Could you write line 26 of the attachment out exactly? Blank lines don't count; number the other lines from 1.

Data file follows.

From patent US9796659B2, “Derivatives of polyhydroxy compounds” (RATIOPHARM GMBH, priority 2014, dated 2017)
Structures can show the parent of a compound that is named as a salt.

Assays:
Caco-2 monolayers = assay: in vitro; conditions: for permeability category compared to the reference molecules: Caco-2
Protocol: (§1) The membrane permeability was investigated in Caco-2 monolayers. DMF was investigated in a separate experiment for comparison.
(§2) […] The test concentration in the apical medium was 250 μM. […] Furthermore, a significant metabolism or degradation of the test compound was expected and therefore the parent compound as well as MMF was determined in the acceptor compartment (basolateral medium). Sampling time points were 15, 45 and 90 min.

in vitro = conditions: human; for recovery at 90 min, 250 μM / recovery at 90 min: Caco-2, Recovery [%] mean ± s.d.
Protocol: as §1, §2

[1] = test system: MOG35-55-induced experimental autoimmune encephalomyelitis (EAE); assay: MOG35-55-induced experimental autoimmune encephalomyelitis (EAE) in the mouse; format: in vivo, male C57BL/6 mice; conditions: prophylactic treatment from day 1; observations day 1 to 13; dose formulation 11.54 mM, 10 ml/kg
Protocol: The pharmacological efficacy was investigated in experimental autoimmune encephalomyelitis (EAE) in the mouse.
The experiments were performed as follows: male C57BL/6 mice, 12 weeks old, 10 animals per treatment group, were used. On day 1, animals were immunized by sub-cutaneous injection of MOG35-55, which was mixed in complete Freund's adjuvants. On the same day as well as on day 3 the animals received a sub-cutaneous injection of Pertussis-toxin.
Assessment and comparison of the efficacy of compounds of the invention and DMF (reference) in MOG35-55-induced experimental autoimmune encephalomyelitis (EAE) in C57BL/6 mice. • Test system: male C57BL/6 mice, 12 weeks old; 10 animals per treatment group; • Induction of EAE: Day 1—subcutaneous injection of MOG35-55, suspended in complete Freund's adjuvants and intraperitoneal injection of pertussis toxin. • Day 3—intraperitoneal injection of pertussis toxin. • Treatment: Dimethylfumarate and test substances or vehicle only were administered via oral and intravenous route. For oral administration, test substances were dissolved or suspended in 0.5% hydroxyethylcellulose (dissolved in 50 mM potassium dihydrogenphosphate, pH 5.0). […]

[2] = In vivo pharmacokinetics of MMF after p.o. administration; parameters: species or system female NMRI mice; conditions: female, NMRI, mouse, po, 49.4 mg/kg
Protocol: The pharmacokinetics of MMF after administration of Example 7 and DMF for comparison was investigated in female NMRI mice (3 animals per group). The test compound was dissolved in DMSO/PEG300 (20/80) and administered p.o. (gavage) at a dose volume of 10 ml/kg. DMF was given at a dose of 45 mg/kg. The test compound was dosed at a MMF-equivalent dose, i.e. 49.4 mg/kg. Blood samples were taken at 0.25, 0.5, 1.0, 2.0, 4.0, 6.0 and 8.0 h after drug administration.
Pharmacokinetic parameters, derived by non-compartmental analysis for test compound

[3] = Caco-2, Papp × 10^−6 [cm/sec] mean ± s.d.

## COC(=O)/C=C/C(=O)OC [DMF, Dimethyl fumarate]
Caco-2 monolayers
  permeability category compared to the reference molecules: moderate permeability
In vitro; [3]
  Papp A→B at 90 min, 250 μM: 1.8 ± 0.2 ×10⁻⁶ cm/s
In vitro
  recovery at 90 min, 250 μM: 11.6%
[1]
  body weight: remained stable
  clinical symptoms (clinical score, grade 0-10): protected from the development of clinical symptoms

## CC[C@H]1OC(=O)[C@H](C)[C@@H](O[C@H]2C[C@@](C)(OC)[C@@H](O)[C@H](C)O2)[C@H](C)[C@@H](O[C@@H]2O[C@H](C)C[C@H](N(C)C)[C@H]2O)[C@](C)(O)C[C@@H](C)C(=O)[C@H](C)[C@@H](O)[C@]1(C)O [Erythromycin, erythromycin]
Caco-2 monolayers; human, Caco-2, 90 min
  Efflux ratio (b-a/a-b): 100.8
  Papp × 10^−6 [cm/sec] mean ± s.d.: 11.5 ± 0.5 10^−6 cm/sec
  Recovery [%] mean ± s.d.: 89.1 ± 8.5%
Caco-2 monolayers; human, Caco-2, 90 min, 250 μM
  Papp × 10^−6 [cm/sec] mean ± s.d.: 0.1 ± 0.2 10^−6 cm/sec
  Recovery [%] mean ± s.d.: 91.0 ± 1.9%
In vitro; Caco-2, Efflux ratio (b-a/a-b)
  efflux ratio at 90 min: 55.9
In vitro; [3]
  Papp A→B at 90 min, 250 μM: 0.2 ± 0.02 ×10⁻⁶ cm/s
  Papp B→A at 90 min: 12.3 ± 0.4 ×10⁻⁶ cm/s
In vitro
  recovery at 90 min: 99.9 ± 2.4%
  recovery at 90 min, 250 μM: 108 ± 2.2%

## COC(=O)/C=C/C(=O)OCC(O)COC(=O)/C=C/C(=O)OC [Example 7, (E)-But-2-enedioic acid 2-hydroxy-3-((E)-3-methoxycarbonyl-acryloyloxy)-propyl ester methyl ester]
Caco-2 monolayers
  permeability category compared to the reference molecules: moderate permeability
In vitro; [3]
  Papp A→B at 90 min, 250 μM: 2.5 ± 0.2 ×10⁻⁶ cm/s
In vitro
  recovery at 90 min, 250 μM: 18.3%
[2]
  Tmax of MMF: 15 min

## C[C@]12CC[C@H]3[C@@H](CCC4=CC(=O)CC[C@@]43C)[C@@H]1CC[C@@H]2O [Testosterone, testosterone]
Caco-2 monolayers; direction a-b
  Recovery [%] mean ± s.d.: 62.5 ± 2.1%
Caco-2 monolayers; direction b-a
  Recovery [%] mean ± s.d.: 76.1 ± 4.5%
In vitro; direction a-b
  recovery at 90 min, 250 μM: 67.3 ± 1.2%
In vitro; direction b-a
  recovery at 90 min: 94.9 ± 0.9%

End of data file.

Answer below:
  clinical symptoms (clinical score, grade 0-10): protected from the development of clinical symptoms